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California Hydrologic Regions Map and Data

California Hydrologic Regions

FAQ for Spatial Distribution of U.S. Household Carbon Footprints Reveals Suburbanization Undermines Greenhouse Gas Benefits of Urban Population Density

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Christopher M. Jones and Daniel M. Kammen, Spatial Distribution of U.S. Household Carbon Footprints Reveals Suburbanization Undermines Greenhouse Gas Benefits of Urban Population Density. Environ. Sci. Technol., 2013, dx.doi.org/10.1021/es4034364

Abstract

California’s Carbon Challenge: Scenarios for Achieving 80% Emissions Reduction in 2050

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Author: 
Max Wei, James H. Nelson, Michael Ting, Christopher Yang, Daniel M. Kammen, Christopher M. Jones, Ana Mileva, Josiah Johnston, Ranjit Bharvirkar

California’s Carbon Challenge: Scenarios for Achieving 80% Emissions Reduction in 2050. Lawrence Berkeley National Laboratory report. Contract number DE-AC02-05CH11231

Meeting the State of California’s 2050 target of 80% lower greenhouse gas emissions (GHG) from a 1990 baseline is a challenging goal that cannot be met without a portfolio of measures and strategies that span both energy demand and energy supply. This study focuses on energy emissions with the target of reducing energy emissions by 80% relative to 1990 energy emissions.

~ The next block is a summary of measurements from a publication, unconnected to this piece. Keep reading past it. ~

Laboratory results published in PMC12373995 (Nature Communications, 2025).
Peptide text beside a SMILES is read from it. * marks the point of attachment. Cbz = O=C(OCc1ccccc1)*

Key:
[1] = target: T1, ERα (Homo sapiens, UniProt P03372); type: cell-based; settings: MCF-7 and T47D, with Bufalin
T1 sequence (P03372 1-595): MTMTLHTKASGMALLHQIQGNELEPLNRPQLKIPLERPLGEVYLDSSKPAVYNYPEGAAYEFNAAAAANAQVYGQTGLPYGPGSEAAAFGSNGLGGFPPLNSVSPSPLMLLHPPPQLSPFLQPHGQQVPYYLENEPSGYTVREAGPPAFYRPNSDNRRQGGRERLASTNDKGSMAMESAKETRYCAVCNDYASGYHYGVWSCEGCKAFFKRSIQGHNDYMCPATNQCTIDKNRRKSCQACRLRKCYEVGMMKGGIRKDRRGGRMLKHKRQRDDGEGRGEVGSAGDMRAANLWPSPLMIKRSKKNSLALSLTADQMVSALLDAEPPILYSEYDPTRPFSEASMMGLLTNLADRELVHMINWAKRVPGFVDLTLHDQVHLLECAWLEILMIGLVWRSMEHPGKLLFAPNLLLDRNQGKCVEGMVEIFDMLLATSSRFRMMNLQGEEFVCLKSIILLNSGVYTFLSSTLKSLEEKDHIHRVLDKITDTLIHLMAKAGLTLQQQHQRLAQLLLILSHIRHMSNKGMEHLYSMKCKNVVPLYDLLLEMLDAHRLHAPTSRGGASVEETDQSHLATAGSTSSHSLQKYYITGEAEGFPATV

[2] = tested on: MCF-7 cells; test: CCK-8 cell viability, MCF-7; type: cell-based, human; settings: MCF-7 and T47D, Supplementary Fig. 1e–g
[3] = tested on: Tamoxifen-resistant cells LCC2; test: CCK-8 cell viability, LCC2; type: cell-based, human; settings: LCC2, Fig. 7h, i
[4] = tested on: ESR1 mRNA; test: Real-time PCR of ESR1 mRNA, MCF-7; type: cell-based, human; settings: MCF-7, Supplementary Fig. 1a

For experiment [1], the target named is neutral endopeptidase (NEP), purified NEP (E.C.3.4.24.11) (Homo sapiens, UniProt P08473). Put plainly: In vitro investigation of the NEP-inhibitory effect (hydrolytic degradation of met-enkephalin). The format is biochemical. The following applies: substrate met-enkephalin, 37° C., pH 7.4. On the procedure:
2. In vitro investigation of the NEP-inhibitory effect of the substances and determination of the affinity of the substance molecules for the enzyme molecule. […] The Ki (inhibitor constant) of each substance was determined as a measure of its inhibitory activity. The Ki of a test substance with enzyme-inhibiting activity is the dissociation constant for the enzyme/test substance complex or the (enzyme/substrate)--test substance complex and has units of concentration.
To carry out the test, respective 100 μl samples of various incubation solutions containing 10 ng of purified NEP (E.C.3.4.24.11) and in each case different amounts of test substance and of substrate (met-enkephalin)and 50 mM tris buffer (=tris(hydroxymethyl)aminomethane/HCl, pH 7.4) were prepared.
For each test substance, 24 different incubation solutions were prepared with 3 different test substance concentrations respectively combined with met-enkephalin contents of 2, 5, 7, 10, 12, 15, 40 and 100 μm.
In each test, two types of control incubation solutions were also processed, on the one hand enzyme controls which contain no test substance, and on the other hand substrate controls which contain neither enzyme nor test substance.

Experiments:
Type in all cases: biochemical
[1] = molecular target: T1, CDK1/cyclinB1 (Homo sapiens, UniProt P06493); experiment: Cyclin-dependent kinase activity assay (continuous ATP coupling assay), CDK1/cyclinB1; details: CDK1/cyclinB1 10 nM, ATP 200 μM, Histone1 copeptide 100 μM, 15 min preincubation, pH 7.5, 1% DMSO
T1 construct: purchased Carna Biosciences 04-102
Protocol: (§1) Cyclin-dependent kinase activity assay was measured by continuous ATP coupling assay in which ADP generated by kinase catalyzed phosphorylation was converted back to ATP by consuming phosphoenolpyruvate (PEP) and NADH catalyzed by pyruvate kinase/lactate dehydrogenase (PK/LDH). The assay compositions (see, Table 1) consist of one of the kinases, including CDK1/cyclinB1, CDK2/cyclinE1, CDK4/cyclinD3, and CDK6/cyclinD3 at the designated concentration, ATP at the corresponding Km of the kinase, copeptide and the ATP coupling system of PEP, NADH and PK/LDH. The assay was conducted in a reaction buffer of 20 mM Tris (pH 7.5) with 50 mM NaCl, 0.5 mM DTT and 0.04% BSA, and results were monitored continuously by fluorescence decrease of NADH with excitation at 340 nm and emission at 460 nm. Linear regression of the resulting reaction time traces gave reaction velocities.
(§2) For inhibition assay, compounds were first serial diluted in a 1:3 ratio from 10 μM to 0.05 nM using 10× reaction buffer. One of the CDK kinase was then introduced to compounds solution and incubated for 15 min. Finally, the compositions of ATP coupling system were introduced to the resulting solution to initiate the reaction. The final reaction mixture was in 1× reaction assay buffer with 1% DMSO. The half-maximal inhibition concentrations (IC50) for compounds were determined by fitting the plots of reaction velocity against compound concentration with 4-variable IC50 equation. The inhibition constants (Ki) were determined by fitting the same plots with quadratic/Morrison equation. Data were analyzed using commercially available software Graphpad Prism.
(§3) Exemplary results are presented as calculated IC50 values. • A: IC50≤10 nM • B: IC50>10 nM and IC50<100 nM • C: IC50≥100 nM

A household carbon footprint calculator for islands: Case study of the United States Virgin Islands

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Author: 
Shirley, R., Jones, C.M., Kammen, D.M.

Island regions are at a heightened level of vulnerability to climate change impacts and recently a great degree of political attention has been given to planning low-carbon economic strategies for Small Island Developing States (SIDS). To develop useful mitigation strategies, an understanding of greenhouse gas emissions currently attributable to various social sectors is necessary.We use consumption-based life cycle accounting techniques to assess the carbon footprint of typical households within the US Virgin Islands.

Quantifying Carbon Footprint Reduction Opportunities for U.S. Households and Communities

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Author: 
Christopher M. Jones, Daniel M. Kammen

Abstract: Carbon management is of increasing interest to individuals, households, and communities. In order to effectively assess and manage their climate impacts, individuals need information on the financial and greenhouse gas benefits of effective mitigation opportunities. We use consumption-based life cycle accounting techniques to quantify the carbon footprints of typical U.S. households in 28 cities for 6 household sizes and 12 income brackets.

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